Automation can be described as the use of diverse information technologies and/or artificial intelligence tools that maintains the system operations as well as reduces the need for human interference. In aviation, automated tools improve the processes of flight and air traffic control operations. Here are a few examples of automated services that illustrate the rapid technology growth in aviation.

Automated passenger service onboard

Nowadays, passenger service on board is often based on automated tools. Passengers can get to know the necessary information, make a meal order, and basically experience many onboard services automatically. While the ability to call a flight attendant just by clicking a button seems to be an ordinary action onboard, one of strategic priorities of many in the aviation industry is to invest into even more automated passenger service solutions.

In 2018, Matthew W. Orr filed a patent application titled “Airplane Passenger Service Robot.” The assignee of the patent is the Boeing company. This automated system completes the tasks of flight attendants such as taking food or drink orders and supplying them with required items. Besides, the passenger service robot adapts to navigation in the airplane. If a passenger stands in the way of the robot, it gives audio-visual warnings, and if a passenger still stands, the robot retracts its wheels and lets a passenger step over itself. The shape of the robot may include steps, so passengers can easily cross over. The new automated tools may shift the structure of present passenger service by getting work done more efficiently and reducing the need for flight attendants.

Welcome to the pilotless flight: a future phrase or reality?

Words like “autopilot” or “autoland” are well-known examples of automated systems in the aviation industry. In the present day, during commercial flights, the autopilot has taken over many manual flying tasks off human pilots' hands. It demonstrates the development of automated tools’ adaption into control systems and operations.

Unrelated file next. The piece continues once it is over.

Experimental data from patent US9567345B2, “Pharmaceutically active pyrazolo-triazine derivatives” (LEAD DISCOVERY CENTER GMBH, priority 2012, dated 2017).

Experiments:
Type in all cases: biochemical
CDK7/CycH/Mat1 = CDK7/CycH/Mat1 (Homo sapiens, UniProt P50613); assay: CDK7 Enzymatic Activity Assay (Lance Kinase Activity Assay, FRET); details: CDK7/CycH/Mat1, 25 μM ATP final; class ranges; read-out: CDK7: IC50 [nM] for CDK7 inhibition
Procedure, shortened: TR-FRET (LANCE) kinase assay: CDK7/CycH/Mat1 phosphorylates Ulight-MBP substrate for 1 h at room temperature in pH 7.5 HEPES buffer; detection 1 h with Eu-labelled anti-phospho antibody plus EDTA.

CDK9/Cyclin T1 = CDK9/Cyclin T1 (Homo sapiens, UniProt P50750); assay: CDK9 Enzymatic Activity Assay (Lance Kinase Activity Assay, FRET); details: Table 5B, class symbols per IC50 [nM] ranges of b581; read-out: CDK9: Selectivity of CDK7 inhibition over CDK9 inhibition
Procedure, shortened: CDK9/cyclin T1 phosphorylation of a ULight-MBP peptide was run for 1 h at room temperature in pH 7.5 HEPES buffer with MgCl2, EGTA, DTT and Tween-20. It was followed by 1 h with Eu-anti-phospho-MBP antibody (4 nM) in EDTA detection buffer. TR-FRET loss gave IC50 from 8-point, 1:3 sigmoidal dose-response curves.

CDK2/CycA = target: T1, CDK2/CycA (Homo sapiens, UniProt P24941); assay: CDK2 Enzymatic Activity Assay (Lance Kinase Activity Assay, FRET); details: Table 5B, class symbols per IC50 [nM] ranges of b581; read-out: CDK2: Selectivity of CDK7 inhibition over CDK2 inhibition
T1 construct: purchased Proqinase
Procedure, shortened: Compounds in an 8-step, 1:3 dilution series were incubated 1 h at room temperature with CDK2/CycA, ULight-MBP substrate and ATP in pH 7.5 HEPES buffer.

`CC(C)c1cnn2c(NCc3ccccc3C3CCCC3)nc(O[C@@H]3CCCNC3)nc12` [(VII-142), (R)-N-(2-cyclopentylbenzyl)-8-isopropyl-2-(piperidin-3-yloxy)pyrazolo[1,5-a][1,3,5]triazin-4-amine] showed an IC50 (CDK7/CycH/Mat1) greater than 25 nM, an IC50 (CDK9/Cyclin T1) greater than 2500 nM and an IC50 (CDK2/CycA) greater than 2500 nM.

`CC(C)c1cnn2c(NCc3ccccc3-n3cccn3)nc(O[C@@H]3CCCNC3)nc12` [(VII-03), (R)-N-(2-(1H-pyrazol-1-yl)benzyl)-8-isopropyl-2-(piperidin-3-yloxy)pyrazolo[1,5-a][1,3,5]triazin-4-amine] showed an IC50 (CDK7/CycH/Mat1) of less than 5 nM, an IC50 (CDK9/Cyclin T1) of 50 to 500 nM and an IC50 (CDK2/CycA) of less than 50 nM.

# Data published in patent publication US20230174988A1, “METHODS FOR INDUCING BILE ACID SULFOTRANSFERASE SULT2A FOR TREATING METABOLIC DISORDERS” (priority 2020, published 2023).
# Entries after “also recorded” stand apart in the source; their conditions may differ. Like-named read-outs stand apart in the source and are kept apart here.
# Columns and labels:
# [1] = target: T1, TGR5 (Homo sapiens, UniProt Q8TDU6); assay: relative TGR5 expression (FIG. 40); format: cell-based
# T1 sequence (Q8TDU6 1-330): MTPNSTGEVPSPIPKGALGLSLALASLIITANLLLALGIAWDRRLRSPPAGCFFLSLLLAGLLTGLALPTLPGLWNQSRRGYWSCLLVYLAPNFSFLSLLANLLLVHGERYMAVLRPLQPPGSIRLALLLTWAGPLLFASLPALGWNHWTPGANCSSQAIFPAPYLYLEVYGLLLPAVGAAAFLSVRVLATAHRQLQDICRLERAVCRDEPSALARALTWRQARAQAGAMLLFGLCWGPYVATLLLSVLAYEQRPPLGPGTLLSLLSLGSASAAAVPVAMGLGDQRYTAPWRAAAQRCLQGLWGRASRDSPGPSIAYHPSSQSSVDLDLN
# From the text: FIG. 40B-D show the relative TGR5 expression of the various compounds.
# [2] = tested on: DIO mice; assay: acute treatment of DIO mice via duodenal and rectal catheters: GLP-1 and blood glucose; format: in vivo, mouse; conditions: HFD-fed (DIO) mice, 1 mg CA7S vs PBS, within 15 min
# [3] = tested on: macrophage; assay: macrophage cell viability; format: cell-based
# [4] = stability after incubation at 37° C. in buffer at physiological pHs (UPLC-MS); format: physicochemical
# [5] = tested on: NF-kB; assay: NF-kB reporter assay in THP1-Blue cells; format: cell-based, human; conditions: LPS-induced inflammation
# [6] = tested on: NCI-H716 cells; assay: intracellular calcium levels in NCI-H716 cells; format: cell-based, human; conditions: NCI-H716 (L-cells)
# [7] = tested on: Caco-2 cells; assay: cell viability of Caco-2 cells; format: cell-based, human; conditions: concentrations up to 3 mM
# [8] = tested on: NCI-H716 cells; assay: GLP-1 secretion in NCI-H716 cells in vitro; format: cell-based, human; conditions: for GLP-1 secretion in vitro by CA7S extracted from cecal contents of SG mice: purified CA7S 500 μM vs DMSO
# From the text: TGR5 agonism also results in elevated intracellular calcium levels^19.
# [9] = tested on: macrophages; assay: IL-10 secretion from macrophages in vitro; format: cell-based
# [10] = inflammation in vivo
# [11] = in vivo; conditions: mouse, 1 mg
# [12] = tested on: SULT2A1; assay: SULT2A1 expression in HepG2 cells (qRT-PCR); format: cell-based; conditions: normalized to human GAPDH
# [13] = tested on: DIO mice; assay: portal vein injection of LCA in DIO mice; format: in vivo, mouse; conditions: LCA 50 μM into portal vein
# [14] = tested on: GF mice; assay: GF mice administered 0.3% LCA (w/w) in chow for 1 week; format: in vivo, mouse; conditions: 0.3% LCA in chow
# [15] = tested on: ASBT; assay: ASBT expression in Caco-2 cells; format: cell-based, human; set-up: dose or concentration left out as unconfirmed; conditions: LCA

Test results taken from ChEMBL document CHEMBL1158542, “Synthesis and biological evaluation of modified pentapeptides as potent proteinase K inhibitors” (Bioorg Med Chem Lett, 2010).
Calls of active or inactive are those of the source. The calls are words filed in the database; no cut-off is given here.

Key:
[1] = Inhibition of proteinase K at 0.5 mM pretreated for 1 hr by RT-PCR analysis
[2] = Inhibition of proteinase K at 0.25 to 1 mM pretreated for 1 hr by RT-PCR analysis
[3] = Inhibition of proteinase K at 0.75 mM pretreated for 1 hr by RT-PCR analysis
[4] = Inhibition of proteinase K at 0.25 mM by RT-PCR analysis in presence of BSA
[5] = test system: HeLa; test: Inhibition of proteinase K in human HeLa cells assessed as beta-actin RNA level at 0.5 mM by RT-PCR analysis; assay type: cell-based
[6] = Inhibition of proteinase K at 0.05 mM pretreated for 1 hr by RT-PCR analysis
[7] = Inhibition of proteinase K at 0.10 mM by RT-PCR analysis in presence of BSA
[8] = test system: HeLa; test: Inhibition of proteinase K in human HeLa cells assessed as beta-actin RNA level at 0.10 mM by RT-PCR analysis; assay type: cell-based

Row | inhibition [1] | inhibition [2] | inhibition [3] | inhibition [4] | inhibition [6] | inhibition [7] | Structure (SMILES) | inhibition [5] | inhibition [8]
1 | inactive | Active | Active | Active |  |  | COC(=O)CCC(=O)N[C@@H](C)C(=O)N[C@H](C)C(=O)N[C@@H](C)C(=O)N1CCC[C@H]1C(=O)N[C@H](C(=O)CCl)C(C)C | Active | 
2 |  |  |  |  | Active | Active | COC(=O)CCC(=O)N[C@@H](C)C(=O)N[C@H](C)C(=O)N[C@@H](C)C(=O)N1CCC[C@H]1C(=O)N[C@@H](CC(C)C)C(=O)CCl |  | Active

Over the years, aviation engineers have been putting a lot of effort into creating the pilotless flight concept that covers automated taking off, autopiloting and autolanding. At the end of 2019, the European aerospace company Airbus confirmed a successful test of automated aircraft takeoff at Toulouse-Blagnac airport in France. The test aircraft A350-1000 completed eight automatic takeoffs over four and a half hours. The success of the mentioned test is an essential step to even more automated flight operations.

The debate about “pilotless flights” has been going over the years and it is still hard to predict how automated systems or tools can transform the pilot’s profession in the future. At the moment, “pilotless flights” still require real pilots to control the flight. Some future predictions suggest that automated technologies may affect the role of the pilot, allowing him or her to focus more on strategic management and decision making and less on aircraft operations. As a consequence, “pilotless flights” could lead to a cost reduction of flight operations.

Will voicebots and chatbots take over aviation customer service?

The industry of aviation can be proud of not only innovations in flight operations, but also for a rapid development in customer service automation. Customer service is a highly essential function of representing either airport or airline view to the customer’s needs. According to the SITA report Air Transport IT Insights 2019, 89% of airlines improved or planned to improve the customer service with AI-based virtual agents and chatbots by 2022. The numbers show that the aviation industry continuously invests in AI-powered tools, principally automated technologies for customer service.

Automated customer service commonly covers tools of chatbots and voice bots. Chatbots ease the customer’s experience while looking for relevant information and answer either on an airline’s website or tablets at airports. Chatbots usually manage to solve problems like flight cancellation, changing the flight, etc. When AI-based chatbots cannot manage the customer’s needs, then a real customer service expert intervenes in the conversation.

Voice bots mostly assist pilots and flight attendants. By use of natural language processing and/or machine learning, voice bots recognize a person’s speech and answer accordingly. Automated tools help during the challenging tasks, whether it is a mechanical issue for a pilot or connection loss for a flight attendant, voice bots eliminate the necessity to type, click, or point. Also, voice bots improve customer service on board while speeding up communication processes.